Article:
Disclaimer: I do not own The Hangman's Curse, either the book or the movie, and the characters and story are not mine. I am making no money off of this, I just want to explore parts of the story more in-depth and play with the characters. Also note, all dialogue is as word for word as I could get it from the movie – it is not mine.

Author's note: This is a Hangman's Curse fanfiction, written from the point of view of Ian Snyder. I have read the book and see the movie; as the movie had a more visceral impact on me, I have chosen to use the movie as my basis for this fanfic.

If Ian's thinking seems really off and not rational – remember the situation he's in, and how much pain he's going through. Nobody is going to be thinking clearly then, and they're going to make connections that don't make sense or that aren't there.

I stepped up onto the wooden platform on the stage, my steps as heavy as the rest of me felt. The curse had gone wrong. It had hit Crystal instead of Elisha. The only person who had ever really cared about me, who made my life even the slightest bit worth living, was now on her way to the hospital in the back of an ambulance. Because of me. It was all because of me. I'd made a mistake, I'd let Abel get out of control, and now look what had happened. I needed to stop things. I needed to see Abel.

"Abel, face me!" I spit the words out, angry and despairing. "I need to talk to you!" I felt like bands of iron were wrapping themselves around my chest, squeezing all the breath and life out of me. I gasped. "We have to work this out!"

"No. He's not the one you need!"

I whirled and saw Elijah rounding the corner from the back entrance to the stage. I ignored him, still staring out from the platform, focused on Abel. The markings I'd drawn on my face should help me talk to him, reach him. I had to get him to stop attacking Crystal. She's all I got. "Answer me!" I shouted to Abel.

"Look, you don't know who you're really calling," said Elijah, reaching the front of the platform I was standing on. He glanced up and saw the noose hanging from the ceiling – nobody had intended for these stage props to actually be used, but since they were here they would fit my purpose – and seemed to guess my plan. I glanced down at him as he grabbed the top of the platform, near my foot. I stepped on his hand, forcing him away. "You don't have to do this," said Elijah desperately.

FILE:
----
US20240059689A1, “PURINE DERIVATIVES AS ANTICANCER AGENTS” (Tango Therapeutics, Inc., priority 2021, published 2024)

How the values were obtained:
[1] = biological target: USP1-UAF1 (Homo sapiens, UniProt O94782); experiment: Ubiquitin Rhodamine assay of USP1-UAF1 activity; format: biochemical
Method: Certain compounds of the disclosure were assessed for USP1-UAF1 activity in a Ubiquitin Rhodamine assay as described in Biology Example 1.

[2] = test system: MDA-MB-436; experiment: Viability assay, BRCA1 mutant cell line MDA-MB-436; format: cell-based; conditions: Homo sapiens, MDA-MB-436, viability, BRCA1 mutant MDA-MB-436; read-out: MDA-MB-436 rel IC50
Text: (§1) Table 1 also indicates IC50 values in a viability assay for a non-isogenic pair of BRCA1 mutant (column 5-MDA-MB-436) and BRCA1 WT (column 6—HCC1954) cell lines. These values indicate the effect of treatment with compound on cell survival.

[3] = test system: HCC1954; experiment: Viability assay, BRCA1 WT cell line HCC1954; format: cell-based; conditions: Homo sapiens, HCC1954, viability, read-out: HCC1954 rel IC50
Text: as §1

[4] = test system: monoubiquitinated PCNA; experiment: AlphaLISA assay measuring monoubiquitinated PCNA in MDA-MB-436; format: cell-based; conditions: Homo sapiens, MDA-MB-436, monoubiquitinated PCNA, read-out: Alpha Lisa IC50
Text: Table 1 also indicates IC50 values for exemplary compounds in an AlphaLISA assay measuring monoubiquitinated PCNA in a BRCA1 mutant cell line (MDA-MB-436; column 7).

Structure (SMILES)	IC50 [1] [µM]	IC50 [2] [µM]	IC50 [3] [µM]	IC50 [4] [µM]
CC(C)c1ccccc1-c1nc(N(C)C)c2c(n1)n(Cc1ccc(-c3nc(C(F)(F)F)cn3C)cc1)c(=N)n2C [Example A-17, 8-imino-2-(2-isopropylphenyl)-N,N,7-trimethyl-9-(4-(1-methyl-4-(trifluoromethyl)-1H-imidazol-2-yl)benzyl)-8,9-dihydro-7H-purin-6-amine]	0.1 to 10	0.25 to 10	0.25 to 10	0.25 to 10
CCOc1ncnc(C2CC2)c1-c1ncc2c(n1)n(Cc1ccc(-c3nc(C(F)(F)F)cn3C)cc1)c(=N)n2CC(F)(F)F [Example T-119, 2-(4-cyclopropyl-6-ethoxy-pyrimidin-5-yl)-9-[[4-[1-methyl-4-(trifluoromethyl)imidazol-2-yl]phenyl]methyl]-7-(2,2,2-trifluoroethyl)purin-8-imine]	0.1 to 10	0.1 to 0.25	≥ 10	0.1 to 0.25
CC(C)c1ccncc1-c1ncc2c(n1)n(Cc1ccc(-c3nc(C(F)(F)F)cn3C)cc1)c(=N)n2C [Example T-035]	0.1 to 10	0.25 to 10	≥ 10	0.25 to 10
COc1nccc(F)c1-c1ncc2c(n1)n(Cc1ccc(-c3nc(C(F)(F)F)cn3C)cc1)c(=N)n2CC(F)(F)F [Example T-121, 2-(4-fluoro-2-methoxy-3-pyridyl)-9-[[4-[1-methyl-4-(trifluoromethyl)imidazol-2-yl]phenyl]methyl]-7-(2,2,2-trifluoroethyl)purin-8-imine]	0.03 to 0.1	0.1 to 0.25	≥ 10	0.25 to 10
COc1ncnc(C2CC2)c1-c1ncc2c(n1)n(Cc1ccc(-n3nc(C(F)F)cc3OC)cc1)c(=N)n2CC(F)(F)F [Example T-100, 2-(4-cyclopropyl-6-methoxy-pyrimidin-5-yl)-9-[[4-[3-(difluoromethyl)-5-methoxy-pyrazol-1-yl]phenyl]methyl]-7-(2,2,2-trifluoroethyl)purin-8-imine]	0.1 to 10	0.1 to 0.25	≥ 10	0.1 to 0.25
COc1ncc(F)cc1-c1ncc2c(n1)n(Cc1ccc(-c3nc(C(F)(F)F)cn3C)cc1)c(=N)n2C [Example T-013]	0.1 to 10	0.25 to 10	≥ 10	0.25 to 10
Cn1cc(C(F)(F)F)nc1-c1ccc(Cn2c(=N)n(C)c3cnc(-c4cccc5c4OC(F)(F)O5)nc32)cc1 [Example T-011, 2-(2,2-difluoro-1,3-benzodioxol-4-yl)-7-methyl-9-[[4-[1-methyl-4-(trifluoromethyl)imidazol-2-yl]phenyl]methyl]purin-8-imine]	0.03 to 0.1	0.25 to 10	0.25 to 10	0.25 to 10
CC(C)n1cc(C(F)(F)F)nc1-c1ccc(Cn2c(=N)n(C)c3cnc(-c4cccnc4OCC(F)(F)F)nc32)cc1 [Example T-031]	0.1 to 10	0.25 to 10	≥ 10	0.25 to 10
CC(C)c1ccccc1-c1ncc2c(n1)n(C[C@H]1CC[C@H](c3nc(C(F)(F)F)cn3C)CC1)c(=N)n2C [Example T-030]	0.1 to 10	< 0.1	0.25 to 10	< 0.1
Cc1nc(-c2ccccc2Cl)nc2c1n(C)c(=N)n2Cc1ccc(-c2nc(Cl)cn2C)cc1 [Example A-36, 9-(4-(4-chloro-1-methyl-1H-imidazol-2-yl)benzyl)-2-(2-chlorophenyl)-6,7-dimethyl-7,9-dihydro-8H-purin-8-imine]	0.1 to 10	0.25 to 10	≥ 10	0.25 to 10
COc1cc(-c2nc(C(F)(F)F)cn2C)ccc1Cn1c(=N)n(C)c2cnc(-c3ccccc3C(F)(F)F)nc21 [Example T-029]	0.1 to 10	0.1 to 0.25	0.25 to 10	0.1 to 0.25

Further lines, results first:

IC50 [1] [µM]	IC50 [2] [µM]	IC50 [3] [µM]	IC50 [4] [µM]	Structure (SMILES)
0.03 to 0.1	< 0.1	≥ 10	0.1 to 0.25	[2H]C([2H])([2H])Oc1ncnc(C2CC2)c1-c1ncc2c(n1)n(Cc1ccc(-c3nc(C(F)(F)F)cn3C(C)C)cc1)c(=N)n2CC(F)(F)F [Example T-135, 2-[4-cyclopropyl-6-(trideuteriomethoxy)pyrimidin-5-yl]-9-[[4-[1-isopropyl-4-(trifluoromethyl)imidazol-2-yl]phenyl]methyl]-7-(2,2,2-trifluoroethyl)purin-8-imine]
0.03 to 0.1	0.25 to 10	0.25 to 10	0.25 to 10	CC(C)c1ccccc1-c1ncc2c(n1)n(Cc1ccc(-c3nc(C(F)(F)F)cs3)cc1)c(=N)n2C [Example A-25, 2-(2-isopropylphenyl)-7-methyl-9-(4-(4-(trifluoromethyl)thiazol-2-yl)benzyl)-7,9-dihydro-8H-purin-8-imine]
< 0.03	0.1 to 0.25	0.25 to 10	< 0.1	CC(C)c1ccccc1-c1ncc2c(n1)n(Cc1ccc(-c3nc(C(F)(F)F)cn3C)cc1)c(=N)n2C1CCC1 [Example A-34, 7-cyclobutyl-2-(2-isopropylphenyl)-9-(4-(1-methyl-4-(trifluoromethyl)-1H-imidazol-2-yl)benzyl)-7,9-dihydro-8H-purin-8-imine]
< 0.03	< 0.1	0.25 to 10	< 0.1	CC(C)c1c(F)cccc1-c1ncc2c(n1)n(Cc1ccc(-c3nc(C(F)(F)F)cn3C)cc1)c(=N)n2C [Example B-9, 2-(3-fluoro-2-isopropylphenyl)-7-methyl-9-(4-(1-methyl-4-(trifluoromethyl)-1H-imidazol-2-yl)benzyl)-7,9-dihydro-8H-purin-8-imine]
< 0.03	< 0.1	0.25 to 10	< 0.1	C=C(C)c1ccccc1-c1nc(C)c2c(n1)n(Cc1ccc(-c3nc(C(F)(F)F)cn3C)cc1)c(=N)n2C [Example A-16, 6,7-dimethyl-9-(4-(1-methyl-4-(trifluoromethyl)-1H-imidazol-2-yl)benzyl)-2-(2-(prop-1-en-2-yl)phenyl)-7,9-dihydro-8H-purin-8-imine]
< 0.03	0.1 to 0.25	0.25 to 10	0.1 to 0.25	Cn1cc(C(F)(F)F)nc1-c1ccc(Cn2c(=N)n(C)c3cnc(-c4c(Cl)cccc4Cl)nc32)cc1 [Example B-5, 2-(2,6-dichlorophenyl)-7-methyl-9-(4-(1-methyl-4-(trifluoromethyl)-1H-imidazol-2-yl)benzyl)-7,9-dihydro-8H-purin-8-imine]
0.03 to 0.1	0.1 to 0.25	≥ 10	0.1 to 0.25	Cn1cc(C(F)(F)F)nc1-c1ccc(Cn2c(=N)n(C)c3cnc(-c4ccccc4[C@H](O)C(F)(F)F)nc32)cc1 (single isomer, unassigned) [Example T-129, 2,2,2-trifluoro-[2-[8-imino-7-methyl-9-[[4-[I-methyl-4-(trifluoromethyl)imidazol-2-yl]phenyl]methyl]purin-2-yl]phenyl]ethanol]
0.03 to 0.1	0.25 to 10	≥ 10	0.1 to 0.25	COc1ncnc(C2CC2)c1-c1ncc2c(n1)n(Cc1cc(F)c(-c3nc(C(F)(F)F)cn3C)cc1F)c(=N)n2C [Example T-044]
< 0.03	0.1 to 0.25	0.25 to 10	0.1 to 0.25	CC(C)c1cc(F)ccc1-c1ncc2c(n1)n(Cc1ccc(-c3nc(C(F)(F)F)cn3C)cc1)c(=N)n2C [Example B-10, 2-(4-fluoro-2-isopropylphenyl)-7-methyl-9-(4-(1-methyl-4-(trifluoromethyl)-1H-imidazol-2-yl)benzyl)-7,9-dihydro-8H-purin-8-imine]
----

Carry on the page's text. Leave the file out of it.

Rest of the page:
"The curse came back on Crystal," I shouted at him. "I have to get to Abel, make him reverse it." My eyes grew blurry, and I struggled to keep from breaking down in tears. I had to save Crystal. I had to. She was the only good thing left, and she deserved to live, not to die.

"You think a stupid ghost did this, is that what you think?" Elijah grabbed the top of the platform again and started climbing it to get to me. I smashed my foot onto his hand, needing him to get away. I needed to do this. I needed to save Crystal, and to do that I had to talk to Abel. "Is that what you think, that's what you think, you think a stupid ghost did this! That's not what happened!"

He came towards me again. It was too much. I couldn't deal with him too. I clutched my head for a moment, then lashed out at him with my foot, catching him in the chest and sending him sprawling backwards. Elijah needed to stop interfering. He didn't know what was going on. He didn't know that I had caused this, and that only I could stop it.

I grabbed the noose and pulled it over my head, ducking my head to one side to avoid hitting the top of the knot. "Abel Frye!"

"Don't do this, don't," said Elijah, scrambling up and running towards me. He shook his head. He looked as if he maybe genuinely didn't want me to kill myself, but I couldn't let that affect me. I knew that he didn't really care about me, and I knew what I needed to do.

"Take me, please not her, just take me," I yelled to Abel.

Suddenly, the curtains blocking off the stage drew open, and I saw the entire student body sitting in the auditorium. The lump that had been in my stomach ever since Crystal had been hit grew even larger. So this was to be my punishment, was it? My pain, my agony, my anguish was to be revealed to the whole of Baker High so that they could revel in it? They were to see my suicide? I dropped my hands from the noose to my side. It was a fitting punishment for my crimes.